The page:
Sapna Mishra had been waiting to sell her flat in a suburb in Mumbai for more than seven years now. She was waiting for the right price and refused to sell at a lower price.
The right price according to her was Rs 1.5 crore while she kept getting offers of about Rs 1 crore. Incidentally, many others in her area had sold similar flats for Rs 1 crore, but she decided to hold on till she gets a price of Rs 1 crore. Due to the prime location of the flat, she believed that any builder who offers to re-develop the property will pay a good price (of about Rs 1.5 crore) for her flat.
She also thought that since she earns a rental income of about Rs 20,000 after deducting expenses, she is not really incurring any loss by choosing to hold onto the flat.
But experts differ. "Sapna would have made a lot more money if she had sold the flat and invested the same even in simple bank fixed deposits,'' points out PV Subramanyam, chartered accountant and financial advisor.
Currently, her flat of Rs 1 crore, at a monthly rental of Rs 20,000, results in earnings of Rs 2.4 lakh per year. If she had invested the corpus of Rs 1 crore in bank fixed deposits, she could have earned minimum Rs 8 lakh a year (considering a rate of return of 8%). If invested wisely, she could have earned even more.
Sapna's story is not an isolated case. There are many who are in the same boat like her. Many stock market investors get fixated on a particular price or rate of return for their investments. They end up making higher losses as they continue to hang on to a stock because they are waiting for a better price.
"The problem is that such investors fail to calculate the opportunity cost,'' points out Subramanyam.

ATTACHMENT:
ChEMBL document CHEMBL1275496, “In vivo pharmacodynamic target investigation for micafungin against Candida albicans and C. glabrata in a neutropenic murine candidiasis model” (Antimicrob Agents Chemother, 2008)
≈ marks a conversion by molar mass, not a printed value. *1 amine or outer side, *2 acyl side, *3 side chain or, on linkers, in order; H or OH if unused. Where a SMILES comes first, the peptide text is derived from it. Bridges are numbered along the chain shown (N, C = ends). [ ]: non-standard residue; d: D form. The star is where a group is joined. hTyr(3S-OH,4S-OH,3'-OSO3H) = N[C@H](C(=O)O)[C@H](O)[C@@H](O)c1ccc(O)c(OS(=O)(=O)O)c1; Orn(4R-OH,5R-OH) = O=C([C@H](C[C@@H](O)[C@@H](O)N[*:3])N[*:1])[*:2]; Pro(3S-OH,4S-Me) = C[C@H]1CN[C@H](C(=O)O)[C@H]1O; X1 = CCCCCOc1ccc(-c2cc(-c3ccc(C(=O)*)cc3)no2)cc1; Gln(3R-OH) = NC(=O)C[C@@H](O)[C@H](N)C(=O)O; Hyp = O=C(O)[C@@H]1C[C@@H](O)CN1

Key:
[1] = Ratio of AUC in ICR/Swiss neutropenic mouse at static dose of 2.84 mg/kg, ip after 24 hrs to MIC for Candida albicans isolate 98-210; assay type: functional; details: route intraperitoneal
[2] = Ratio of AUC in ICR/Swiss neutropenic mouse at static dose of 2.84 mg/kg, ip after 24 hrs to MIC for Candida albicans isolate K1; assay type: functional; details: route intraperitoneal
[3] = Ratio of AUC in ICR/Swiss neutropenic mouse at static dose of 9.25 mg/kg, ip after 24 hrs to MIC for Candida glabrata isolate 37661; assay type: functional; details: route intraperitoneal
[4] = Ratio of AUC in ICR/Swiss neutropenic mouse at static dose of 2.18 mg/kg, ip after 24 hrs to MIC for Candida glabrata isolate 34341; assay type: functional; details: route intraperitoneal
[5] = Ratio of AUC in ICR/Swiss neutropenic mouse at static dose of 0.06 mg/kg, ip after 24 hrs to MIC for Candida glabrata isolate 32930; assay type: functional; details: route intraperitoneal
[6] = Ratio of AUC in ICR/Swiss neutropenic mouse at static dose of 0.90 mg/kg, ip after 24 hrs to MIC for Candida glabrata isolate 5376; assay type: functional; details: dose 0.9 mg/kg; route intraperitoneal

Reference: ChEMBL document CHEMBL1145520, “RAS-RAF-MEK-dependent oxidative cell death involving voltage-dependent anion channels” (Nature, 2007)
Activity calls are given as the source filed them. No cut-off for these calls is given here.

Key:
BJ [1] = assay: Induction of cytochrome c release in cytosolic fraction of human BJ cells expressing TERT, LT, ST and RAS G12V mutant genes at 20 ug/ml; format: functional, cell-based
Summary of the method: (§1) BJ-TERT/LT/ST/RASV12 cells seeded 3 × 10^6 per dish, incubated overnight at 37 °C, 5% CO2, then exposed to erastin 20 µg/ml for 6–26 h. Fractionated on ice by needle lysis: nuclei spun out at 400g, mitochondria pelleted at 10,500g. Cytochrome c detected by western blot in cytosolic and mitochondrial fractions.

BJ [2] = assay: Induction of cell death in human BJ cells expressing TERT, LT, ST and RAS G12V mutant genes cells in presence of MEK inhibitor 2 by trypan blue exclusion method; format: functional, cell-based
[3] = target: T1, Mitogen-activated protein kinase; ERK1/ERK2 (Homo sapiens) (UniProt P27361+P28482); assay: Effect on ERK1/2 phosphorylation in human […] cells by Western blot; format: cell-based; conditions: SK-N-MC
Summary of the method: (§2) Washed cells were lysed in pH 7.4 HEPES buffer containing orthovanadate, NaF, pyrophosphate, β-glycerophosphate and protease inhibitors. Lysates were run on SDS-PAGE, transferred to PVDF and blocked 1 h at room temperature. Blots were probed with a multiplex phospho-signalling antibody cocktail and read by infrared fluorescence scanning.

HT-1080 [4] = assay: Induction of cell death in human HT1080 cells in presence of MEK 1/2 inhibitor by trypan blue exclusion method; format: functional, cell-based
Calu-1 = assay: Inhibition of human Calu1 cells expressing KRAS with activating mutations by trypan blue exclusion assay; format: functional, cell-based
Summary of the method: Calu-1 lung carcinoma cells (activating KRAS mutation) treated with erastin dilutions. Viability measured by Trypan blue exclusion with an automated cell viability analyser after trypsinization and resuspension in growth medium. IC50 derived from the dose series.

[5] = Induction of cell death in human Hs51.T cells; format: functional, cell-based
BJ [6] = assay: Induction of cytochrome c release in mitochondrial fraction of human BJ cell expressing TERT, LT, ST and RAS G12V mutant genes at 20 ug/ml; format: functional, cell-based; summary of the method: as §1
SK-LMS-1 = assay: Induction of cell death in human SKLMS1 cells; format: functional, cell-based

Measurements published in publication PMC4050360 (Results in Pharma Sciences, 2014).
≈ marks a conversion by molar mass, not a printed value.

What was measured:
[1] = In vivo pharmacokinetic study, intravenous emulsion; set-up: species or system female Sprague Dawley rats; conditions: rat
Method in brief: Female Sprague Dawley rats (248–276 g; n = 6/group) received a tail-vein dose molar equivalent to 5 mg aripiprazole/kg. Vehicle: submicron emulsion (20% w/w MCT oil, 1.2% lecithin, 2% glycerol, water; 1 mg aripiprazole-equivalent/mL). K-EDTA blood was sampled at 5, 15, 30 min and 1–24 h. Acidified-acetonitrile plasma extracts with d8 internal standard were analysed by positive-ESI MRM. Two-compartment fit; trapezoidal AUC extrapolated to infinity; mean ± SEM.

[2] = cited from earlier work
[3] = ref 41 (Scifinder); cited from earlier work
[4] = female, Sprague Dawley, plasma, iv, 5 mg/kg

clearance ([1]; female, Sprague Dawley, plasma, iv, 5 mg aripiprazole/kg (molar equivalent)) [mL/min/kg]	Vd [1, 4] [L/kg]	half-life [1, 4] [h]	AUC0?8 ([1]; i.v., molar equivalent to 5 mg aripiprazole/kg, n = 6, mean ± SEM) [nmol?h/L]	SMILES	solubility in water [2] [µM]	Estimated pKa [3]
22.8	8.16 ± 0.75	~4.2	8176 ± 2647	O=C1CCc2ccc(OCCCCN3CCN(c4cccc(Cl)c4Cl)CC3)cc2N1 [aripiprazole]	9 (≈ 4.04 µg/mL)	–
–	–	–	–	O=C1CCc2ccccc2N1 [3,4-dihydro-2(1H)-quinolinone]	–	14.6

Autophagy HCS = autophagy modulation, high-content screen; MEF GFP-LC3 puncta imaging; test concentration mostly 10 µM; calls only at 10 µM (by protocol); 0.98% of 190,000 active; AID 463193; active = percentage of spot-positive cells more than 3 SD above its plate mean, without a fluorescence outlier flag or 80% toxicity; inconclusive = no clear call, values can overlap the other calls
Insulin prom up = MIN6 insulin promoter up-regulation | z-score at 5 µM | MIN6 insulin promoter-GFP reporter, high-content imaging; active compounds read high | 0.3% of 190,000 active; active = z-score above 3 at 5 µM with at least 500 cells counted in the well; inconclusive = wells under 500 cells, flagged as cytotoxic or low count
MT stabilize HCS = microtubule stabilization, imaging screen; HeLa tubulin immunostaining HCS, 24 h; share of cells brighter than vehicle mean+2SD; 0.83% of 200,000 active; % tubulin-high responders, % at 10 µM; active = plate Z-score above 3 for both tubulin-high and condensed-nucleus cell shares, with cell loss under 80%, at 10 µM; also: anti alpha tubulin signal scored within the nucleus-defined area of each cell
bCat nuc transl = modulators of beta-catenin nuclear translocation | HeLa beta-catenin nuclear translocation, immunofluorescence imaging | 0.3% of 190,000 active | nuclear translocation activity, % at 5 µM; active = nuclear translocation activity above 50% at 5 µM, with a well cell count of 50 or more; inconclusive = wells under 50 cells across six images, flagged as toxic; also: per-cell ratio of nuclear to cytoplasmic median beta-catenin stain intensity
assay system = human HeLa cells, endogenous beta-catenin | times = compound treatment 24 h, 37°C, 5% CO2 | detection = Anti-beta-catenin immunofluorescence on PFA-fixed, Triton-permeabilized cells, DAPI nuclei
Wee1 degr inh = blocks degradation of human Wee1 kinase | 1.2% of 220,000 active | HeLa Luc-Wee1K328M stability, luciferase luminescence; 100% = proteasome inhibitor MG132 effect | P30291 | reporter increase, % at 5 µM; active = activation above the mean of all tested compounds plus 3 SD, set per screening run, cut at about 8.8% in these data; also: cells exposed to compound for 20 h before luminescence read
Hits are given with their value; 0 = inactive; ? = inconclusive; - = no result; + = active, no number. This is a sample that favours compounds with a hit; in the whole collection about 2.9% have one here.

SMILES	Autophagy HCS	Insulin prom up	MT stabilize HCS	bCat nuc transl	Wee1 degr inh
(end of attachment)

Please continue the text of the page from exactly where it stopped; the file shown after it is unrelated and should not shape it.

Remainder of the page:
Opportunity cost is the benefit that could have been gained from an alternative use of the same resource. For instance, you buy shares that give you only a 5% return in a year. Suppose you were to invest the same money in the debt markets where the returns were higher at say 9%. Then the opportunity cost in such a case is your actual returns less the returns that you could have made from the debt market, that is, 5% - 9% = -4%. Thus, the opportunity cost is -4% in this example.
In Sapna's case, the opportunity cost is Rs 8 lakhs – Rs 2.4 lakhs = Rs 5.5 lakhs.
The other aspect of Sapna's problem is about the long waiting period for re-development of the building in the hope that it would fetch a better rate. Incidentally, had Sapna invested the Rs 1 crore across different asset classes, she could have ended up with a corpus of Rs 1.5 crore from investments.
She could have deployed part of the funds in index funds such that they earned about 10-12% while a part of the funds could earn an assured 7.5-8% from bank deposits. "Her investment portfolio would depend on various factors including her age, marital status, financial status and financial goals,'' Subramanyam said.
The financial plan should be worked out in consultation with a financial planner who would take into account all the factors while suggesting a plan.
Adhil Shetty, CEO and co-founder Bankbazaar says, "Investments- be it short, medium or long-term should be goal-based. Your goal can be to build a corpus for anything from funding your higher education to funding a holiday to buying a house or car. Choose the right investment vehicle and do not try to time your investment.''
The other issue is whether the returns would be higher from a redeveloped property? "The question here is whether the returns from real estate exceeds 8%,'' says Subramanyam.
"Having waited so long, flat owners should wait for some more time. Following recent developments, re-development projects that had been stalled for a long time, may now see some action in April or May,'' says Shankar Tripathi, MD & CEO, Aadhar Housing Finance.
Subramanyam is not in favour of locking up funds in an illiquid asset like real estate. "If she ever needs the funds for an emergency, she can break a few FDs for the same. But real estate investments do not help at such a time," he added.
Source: DNA Money